U B U, but Who B Me?

SelfieGood grief. The Oxford Dictionary named selfie as the word of the year for 2013. As irritating as selfies may be, at least they are now clearly defined: “A photograph that one has taken of oneself, typically one taken with a smartphone or webcam and shared via social media.”

As it turns out, defining self is a lot trickier. As noted earlier, French mathematician, scientist, and philosopher, Rene Descartes, grappled with this question. He ultimately found only one truth about his existence as a separate and unique entity that he felt was inarguable: “I think, therefore, I am.”

Descartes, who did his best work in the early to middle 1600s, was certainly not the first thinker to try to get his arms around what makes the self—the “I” distinct from all those “Others.” In fact, Plato, working between 427 and 348 BCE, is often credited with being the first Western writer and thinker to think on this thorny thing.

And apparently, the issue is still in dispute. The August/September 2015 edition of Philosophy Now magazine devotes quite a few column inches to continuing this discussion, up to and including some who believe that there actually is no such thing as the self.


With all this controversy, how can I possibly begin to achieve Self-Awareness and understand the first axiom of exponential performance: I experience and explain the universe from my own unique perspective?

For purposes of our explorations, let’s default, with a sigh of relief, to the non-scholarly (but useful) understanding that when you look in the mirror, you recognize the face reflected as being you—a unique individual with your own distinct memories, point of view, attitudes, and potential.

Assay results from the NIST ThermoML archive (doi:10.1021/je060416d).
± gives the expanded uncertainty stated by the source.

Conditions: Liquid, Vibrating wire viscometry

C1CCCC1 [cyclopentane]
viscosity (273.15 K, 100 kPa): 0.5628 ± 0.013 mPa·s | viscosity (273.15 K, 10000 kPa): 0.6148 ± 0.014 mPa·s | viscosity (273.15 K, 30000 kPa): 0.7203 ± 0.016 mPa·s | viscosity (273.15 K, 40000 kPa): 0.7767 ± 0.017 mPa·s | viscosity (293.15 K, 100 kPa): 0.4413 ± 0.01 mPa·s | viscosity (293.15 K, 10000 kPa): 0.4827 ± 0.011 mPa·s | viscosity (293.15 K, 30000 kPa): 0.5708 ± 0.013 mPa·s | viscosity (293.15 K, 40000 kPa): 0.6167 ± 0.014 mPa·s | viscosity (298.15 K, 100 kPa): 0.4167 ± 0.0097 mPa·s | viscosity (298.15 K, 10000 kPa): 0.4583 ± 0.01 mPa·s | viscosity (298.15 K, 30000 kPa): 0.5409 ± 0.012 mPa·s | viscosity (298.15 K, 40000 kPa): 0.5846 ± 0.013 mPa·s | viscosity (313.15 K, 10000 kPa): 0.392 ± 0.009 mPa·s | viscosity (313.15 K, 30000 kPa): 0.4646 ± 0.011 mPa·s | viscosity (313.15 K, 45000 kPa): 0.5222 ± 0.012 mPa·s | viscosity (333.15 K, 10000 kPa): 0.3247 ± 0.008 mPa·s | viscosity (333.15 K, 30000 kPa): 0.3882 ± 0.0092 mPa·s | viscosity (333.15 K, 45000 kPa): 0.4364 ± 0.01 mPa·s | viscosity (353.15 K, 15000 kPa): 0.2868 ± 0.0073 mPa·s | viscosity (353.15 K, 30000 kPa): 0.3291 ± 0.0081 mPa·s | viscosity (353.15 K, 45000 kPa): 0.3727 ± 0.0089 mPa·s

But that just leads us to another Big Question: how did you become you?

To help us find our way through this particular maze of scientific research and philosophical speculation, I’ve created myLayers of Selfhood V01 own simplistic model of how the brain in your body was shaped into the you that you are today. And because I have a wretched
weakness for awkward alliteration, I think of this as my 3B Model: Biology→Beliefs→Book-Learning.

When a little human—you, for example—first pops out into the universe, you initially respond to it as a purely biological being. The basics of your biology are dictated by the genetic material inherited from the egg and sperm that united to form you. Even before being officially activated by that archetypal smack on the bottom from the delivery man (or woman), your body has been receiving and processing inputs from the universe that surrounds you.

As your brain continually receives all manner of stimuli, filtered through your various senses, you unconsciously begin constructing your set of beliefs about how the world works. Neurons fire, and patterns emerge. “When I do this, I get that. I like that, so I’ll do this some more! Oooh, but when I do this other thing, I don’t like what I get. So I won’t do that so much.”